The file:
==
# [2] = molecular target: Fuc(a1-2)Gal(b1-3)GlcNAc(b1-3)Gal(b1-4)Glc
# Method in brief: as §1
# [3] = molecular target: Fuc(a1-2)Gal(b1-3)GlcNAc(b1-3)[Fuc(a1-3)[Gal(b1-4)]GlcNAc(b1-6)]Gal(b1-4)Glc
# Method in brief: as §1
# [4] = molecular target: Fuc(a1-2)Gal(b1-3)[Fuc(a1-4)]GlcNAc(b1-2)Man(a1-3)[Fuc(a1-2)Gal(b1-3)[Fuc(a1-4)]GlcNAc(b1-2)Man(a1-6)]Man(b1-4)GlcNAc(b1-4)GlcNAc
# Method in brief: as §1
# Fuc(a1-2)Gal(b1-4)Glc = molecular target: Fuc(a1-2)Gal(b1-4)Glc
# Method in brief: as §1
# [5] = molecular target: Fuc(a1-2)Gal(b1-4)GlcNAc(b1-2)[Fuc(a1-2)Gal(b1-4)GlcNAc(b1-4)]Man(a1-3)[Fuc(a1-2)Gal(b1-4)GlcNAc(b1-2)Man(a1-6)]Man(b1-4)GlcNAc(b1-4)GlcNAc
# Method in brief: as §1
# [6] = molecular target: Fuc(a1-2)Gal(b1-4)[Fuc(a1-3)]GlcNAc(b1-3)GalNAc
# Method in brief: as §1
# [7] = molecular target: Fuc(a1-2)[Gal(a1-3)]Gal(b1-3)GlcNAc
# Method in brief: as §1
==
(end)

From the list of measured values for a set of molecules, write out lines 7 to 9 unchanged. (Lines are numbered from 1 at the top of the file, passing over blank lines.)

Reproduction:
# Fuc(a1-2)Gal(b1-4)Glc = molecular target: Fuc(a1-2)Gal(b1-4)Glc
# Method in brief: as §1
# [5] = molecular target: Fuc(a1-2)Gal(b1-4)GlcNAc(b1-2)[Fuc(a1-2)Gal(b1-4)GlcNAc(b1-4)]Man(a1-3)[Fuc(a1-2)Gal(b1-4)GlcNAc(b1-2)Man(a1-6)]Man(b1-4)GlcNAc(b1-4)GlcNAc